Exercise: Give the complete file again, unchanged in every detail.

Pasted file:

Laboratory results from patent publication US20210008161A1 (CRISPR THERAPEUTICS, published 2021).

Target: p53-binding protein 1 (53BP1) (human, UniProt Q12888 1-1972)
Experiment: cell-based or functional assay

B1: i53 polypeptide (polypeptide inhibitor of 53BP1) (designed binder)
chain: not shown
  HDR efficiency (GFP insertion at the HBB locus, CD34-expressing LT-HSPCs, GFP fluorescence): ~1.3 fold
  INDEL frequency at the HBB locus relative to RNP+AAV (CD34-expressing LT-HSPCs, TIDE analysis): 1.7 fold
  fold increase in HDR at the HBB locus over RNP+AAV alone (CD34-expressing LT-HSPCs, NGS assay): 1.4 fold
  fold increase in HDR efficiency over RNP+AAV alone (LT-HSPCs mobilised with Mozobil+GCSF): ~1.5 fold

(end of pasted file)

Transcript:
Laboratory results from patent publication US20210008161A1 (CRISPR THERAPEUTICS, published 2021).

Target: p53-binding protein 1 (53BP1) (human, UniProt Q12888 1-1972)
Experiment: cell-based or functional assay

B1: i53 polypeptide (polypeptide inhibitor of 53BP1) (designed binder)
chain: not shown
  HDR efficiency (GFP insertion at the HBB locus, CD34-expressing LT-HSPCs, GFP fluorescence): ~1.3 fold
  INDEL frequency at the HBB locus relative to RNP+AAV (CD34-expressing LT-HSPCs, TIDE analysis): 1.7 fold
  fold increase in HDR at the HBB locus over RNP+AAV alone (CD34-expressing LT-HSPCs, NGS assay): 1.4 fold
  fold increase in HDR efficiency over RNP+AAV alone (LT-HSPCs mobilised with Mozobil+GCSF): ~1.5 fold